Nasrallah 'honored' to be enemy of US

Hizbullah leader slams Bush's branding of "defenders of children, women, homes and holy places" as terrorists.

Nasrallah 224.88 (photo credit: Channel 1 [file])
Nasrallah 224.88
(photo credit: Channel 1 [file])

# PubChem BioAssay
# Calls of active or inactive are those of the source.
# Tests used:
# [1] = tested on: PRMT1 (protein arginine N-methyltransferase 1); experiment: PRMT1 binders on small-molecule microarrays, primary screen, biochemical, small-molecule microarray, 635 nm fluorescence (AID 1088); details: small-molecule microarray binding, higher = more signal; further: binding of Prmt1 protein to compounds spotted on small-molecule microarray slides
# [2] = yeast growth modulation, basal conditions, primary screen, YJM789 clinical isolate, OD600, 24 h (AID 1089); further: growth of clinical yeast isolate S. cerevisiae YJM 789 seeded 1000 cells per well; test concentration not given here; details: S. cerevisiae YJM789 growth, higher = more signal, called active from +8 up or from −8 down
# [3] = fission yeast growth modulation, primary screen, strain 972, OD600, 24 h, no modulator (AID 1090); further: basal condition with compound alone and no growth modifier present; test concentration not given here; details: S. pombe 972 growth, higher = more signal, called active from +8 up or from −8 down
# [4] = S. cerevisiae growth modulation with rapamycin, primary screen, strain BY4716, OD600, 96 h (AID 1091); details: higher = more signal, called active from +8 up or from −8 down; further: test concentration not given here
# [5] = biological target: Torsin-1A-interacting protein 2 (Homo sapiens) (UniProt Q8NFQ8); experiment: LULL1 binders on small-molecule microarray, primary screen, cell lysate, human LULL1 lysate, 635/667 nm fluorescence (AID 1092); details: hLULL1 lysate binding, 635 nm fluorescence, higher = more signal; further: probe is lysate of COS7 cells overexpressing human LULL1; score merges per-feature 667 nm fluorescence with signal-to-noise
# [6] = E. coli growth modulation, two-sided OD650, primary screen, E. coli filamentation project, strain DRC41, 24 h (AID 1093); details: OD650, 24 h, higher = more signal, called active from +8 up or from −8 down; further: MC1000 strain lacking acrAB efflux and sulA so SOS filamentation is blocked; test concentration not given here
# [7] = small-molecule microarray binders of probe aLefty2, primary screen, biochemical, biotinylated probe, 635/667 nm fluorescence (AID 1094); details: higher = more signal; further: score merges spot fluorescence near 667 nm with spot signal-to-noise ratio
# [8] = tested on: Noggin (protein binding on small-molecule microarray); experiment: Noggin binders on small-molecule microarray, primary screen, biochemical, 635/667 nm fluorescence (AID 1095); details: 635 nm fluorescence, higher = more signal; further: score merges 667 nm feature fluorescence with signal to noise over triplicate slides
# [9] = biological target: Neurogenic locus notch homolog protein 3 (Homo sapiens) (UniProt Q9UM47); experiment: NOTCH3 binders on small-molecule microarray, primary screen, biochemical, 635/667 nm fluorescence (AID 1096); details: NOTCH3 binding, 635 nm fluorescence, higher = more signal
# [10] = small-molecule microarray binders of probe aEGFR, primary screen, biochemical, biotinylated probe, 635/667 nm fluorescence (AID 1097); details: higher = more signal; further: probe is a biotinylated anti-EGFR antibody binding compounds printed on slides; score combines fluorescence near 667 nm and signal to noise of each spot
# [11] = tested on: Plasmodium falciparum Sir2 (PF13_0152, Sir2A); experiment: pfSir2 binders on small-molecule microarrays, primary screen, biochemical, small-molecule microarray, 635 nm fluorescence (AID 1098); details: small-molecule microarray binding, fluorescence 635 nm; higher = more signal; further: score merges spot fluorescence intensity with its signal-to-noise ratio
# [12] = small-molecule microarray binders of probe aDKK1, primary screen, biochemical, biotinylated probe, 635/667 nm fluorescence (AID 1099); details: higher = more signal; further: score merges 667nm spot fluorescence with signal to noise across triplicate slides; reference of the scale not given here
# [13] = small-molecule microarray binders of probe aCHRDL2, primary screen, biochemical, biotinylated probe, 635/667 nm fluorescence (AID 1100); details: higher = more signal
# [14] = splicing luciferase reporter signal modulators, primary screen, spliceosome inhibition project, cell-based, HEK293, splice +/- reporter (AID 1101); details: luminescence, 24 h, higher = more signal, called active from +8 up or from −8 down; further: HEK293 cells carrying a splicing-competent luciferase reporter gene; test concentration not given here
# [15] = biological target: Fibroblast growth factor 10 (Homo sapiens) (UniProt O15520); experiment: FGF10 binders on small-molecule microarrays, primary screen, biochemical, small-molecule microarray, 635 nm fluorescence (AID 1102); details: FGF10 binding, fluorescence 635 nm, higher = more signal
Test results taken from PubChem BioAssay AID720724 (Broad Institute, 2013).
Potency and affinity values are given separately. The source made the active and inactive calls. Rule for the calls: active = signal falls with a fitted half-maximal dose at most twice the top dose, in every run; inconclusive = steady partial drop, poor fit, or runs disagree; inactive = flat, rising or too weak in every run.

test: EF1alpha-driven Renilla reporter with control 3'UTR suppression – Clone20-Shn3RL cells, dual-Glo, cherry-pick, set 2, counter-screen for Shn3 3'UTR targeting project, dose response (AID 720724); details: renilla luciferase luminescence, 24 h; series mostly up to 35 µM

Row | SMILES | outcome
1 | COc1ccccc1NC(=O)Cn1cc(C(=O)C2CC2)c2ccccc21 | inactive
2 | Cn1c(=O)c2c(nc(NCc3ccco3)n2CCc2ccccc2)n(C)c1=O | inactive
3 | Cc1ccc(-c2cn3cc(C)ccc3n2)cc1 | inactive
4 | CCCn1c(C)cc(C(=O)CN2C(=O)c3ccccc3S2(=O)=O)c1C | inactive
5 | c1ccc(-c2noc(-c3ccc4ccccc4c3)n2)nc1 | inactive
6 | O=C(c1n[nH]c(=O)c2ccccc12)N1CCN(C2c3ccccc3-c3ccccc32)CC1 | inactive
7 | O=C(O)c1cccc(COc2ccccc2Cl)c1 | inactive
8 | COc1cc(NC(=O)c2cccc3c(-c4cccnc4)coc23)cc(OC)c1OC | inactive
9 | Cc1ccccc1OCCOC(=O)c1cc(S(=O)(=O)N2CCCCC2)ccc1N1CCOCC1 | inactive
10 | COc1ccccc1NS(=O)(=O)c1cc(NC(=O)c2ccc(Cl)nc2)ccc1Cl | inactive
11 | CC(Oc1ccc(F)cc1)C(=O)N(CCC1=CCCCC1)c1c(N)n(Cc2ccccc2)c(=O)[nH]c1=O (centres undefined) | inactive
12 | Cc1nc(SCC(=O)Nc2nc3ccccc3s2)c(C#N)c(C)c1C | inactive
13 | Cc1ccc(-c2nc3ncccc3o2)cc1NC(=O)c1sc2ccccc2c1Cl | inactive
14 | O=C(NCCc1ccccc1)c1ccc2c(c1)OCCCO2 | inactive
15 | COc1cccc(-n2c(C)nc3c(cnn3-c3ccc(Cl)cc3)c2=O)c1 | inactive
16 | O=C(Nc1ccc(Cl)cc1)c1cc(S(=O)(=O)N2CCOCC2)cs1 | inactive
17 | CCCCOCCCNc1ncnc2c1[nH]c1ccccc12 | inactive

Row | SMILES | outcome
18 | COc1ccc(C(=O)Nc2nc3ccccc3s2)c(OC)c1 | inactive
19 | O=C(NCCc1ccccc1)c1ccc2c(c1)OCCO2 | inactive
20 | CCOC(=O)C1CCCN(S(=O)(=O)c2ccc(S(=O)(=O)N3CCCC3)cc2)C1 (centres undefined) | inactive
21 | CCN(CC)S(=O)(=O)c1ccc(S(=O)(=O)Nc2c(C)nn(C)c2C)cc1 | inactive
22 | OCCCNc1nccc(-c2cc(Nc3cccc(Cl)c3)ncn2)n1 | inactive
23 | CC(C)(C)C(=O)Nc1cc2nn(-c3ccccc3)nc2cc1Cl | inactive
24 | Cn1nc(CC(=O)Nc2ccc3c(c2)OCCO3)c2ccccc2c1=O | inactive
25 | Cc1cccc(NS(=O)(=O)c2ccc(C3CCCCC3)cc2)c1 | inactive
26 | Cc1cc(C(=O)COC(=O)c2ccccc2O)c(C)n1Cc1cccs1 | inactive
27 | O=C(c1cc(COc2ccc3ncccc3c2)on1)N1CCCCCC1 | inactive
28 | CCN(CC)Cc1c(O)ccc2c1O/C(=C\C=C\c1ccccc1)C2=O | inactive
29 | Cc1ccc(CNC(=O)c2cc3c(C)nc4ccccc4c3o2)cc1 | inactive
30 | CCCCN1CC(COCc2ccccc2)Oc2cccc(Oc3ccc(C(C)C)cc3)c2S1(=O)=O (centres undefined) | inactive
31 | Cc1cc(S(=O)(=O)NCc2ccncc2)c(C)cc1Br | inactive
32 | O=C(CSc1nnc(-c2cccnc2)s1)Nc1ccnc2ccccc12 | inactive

The leader of Hizbullah criticized US President George W. Bush Sunday for accusing Iran of supporting armed groups in the region and calling them "terrorist," saying he is honored to be an enemy "of the Great Satan." Sheik Hassan Nasrallah's comments came in a speech he made Sunday night in Beirut that was broadcast on a giant screen in front of thousands of supporters and followed remarks critical of Iran and Hizbullah made by Bush during his visit to the United Arab Emirates. "I won't hide it. I felt honored when Bush spoke about Hizbullah and resistance movements because when the Pharaoh and the Great Satan accuse us and considers us enemies ... it is an honor for us." Earlier in the day in Abu Dhabi, Bush said that "Iran is today the world's leading state sponsor of terror. It sends hundreds of millions of dollars to extremists around the world - while its own people face repression and economic hardship at home. It undermines Lebanese hopes for peace by arming and aiding the terrorist group Hizbullah." Nasrallah said that since Bush could say nothing about Iran's nuclear program he accused the Persian state of supporting "terrorism" in Lebanon, Palestine, Iraq and Afghanistan. "Wherever there is resistance, Iran is accused of supporting resistance movements, and these movements, in Bush's point of view are terrorist," the black-turbaned cleric said. "He supports the nation of terrorism, killing and wars," Nasrallah said, referring to Israel. "When a country like Iran or Syria supports resistance movements that are defending their children, women, land, homes and holy places against the strongest country in the region, then this is a terrorist state that supports terrorism."